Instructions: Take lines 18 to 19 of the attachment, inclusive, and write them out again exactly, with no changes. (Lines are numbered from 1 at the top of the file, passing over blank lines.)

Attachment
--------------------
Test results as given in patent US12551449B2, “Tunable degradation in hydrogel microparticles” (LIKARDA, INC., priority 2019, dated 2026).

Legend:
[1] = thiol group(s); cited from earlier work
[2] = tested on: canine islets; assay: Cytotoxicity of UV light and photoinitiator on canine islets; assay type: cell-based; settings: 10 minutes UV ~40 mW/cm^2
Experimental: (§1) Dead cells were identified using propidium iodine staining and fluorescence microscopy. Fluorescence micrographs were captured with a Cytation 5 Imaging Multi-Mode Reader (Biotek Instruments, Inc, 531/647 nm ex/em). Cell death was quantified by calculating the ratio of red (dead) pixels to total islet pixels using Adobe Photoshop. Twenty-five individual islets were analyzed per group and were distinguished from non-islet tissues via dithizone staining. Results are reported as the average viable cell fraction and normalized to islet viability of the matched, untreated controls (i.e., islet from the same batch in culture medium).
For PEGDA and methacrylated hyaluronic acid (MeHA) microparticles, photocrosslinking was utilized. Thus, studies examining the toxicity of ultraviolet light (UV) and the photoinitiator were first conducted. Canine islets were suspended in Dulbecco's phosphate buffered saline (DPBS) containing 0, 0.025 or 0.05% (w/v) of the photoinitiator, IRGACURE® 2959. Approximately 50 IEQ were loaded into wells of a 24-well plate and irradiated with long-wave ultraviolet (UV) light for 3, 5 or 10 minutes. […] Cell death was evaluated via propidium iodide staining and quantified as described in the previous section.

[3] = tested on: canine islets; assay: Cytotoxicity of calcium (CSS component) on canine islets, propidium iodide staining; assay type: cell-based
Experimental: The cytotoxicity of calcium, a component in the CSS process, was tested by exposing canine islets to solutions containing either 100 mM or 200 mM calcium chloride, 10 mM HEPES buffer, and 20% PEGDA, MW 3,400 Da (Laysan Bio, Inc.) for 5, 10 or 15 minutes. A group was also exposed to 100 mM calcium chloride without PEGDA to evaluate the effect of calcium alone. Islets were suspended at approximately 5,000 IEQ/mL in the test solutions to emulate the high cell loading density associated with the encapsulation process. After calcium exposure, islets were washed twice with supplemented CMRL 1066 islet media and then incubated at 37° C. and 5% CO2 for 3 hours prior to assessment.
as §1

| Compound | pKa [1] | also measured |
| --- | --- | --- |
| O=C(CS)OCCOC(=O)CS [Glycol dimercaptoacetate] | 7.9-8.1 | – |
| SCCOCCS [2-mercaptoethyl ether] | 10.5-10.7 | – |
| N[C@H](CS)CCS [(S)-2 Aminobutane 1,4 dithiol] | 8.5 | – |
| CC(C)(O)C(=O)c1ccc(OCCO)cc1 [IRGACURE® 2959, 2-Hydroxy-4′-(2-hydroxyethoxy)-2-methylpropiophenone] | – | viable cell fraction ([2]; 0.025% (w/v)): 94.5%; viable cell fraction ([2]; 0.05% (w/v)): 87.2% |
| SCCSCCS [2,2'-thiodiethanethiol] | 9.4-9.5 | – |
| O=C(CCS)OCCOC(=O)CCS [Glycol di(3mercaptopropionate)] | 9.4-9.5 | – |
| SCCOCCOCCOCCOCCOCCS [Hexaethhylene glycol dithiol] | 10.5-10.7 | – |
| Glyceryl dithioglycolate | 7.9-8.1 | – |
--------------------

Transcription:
| SCCOCCOCCOCCOCCOCCS [Hexaethhylene glycol dithiol] | 10.5-10.7 | – |
| Glyceryl dithioglycolate | 7.9-8.1 | – |